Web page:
Council Battle Brewing In Roselle

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ROSELLE—The county political machine will battle it out this year with independent Democrats in Roselle, where control of the governing body could depend on the outcome of Rev. James Moore’s challenge to Council President Jamel Holley.

Holley, a longtime aide to former Assemblyman Neil Cohen—who faces criminal child pornography charges—incited his competitor with an outspoken defense of state Sen. Ray Lesniak’s gay marriage proposal, which stalled in the Legislature this month.


Moore is pastor of the borough’s largest church and an ally of Mayor Garrett Smith, who has denounced same sex marriage as a conflict with traditional community values.

Moore lambasted Lesniak, who choked back tears on the floor of the senate as he made his case for marriage equality for gays and lesbians.

“We’re talking about senators who took the oath of office with their hands on a Bible – a Bible that plainly says sodomy’s sin,” Moore said.  “That’s a mockery of God.”

Holley blocked an effort by Moore and other Roselle clergy to encourage the council to pass a resolution denouncing the gay marriage legislation.

Moore, 57, is the pastor of Second Baptist, the oldest African-American church in town, a pristine, gray-shingled building that has occupied the same corner since 1890.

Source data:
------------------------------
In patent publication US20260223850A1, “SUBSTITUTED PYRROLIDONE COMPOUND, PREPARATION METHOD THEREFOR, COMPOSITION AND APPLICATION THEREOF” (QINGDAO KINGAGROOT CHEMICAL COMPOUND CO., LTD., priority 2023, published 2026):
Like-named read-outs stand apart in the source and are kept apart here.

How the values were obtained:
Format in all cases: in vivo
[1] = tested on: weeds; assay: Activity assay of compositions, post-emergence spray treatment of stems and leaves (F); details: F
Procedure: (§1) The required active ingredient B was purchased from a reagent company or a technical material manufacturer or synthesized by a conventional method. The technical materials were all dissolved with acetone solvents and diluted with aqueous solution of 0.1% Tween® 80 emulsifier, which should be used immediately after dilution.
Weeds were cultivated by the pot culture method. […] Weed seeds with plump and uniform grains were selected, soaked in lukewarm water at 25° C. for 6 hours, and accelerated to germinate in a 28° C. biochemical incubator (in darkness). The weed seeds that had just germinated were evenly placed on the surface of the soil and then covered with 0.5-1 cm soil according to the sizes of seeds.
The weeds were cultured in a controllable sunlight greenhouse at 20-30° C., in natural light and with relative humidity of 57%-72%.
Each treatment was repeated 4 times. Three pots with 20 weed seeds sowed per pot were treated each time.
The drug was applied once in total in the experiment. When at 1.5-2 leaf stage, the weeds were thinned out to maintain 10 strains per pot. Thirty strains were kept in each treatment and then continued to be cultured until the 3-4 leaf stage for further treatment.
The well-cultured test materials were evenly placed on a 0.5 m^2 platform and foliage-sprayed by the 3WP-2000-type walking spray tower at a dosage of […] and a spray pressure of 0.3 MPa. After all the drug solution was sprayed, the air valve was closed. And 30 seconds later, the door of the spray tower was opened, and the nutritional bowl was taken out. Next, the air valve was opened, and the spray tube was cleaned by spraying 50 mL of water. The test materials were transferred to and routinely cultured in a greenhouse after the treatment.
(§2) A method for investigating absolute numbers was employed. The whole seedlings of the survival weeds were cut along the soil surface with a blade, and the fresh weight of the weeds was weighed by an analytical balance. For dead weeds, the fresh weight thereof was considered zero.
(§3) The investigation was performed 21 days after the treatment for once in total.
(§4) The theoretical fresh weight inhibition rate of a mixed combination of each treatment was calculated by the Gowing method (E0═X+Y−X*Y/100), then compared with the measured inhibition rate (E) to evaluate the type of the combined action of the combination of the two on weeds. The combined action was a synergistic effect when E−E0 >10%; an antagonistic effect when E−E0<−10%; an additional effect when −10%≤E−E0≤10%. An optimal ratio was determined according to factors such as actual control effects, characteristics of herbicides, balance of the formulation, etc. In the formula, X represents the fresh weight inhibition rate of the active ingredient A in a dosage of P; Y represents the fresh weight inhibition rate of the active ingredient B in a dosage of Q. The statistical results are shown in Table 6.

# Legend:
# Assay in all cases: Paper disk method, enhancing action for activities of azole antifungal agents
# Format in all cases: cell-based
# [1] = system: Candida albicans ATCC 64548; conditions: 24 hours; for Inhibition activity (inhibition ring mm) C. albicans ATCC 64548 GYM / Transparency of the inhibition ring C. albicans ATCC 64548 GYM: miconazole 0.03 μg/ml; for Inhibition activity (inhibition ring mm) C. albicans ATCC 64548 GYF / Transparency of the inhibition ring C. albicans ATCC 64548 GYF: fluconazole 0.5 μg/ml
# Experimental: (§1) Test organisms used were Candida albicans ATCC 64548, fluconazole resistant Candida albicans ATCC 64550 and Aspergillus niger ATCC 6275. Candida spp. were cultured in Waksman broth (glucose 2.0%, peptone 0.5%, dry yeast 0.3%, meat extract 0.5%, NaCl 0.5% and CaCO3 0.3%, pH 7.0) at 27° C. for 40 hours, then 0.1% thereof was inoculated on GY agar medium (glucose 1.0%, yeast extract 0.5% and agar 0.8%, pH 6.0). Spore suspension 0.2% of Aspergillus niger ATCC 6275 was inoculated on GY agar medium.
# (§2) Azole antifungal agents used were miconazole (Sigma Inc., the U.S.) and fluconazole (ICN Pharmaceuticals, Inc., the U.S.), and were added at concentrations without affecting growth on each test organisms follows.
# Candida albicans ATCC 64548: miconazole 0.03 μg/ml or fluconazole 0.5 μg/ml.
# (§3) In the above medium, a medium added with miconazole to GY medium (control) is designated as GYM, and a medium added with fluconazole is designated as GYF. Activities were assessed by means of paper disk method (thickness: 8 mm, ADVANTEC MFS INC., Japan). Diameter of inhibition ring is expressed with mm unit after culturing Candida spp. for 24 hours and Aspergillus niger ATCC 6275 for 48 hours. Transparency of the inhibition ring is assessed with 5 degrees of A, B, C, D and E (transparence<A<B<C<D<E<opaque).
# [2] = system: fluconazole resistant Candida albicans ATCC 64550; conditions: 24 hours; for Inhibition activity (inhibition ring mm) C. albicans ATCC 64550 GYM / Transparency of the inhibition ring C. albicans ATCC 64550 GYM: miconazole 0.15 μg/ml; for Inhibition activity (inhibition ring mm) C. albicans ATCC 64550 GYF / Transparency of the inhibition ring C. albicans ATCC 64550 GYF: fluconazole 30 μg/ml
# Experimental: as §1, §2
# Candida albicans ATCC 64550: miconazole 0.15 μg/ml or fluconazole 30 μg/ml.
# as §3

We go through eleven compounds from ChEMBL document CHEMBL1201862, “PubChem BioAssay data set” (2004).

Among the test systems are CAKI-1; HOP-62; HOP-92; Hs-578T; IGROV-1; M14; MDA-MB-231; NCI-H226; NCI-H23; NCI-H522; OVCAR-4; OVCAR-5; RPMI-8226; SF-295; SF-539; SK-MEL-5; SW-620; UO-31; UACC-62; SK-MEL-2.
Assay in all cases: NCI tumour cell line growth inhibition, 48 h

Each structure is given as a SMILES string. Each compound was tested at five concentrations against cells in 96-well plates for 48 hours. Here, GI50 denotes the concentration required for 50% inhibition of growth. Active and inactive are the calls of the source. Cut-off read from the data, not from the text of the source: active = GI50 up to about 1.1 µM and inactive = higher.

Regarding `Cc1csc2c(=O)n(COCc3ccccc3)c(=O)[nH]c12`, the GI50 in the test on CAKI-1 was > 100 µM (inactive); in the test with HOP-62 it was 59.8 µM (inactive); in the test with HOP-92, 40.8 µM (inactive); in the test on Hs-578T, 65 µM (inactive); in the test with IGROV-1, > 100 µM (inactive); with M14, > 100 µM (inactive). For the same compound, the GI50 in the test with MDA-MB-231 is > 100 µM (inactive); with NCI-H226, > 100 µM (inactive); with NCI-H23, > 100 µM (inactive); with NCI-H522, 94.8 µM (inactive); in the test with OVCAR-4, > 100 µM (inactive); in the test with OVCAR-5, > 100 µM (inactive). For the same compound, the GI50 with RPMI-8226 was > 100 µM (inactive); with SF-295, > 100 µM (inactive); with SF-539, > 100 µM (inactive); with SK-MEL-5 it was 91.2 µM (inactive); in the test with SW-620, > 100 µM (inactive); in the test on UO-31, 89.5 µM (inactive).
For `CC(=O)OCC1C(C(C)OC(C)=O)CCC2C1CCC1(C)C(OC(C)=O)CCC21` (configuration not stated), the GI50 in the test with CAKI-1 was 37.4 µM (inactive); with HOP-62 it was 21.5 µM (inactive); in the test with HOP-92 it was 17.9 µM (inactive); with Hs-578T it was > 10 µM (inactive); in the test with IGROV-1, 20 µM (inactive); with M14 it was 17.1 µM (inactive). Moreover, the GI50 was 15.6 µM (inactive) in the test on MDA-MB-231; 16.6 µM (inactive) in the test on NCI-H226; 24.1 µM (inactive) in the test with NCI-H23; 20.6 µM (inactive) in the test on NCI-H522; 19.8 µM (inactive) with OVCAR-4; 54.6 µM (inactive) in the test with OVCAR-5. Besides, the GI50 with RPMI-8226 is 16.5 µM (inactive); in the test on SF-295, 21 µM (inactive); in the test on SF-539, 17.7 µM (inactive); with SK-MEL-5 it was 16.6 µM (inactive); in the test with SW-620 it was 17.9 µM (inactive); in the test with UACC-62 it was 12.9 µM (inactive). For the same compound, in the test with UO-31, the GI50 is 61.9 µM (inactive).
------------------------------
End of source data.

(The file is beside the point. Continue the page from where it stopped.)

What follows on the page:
Although Holley, 31, escaped serious punishment despite being charged with voter fraud last summer, the issue has surely not been dismissed from the court of public opinion.

Those criminal charges rose in connection with his alleged attempt to steal two 2005 primary elections for borough council by illegally casting absentee ballots on behalf of voters.

Also considered an issue is Holley’s $75,000 county job and his efforts to obstruct Smith from moving ahead with an agenda for the community by leading a council stacked 4-2 against the mayor.

Moore has been supportive of Smith’s efforts to cut government spending, eliminate overpaid political appointees and create more jobs through the Urban Enterprise Zone.

A Roselle resident for over 53 years who served as president during part of his 12 years on the school board, Moore is known for his down-to earth and friendly demeanor and his uncanny ability to “never forget a name.”

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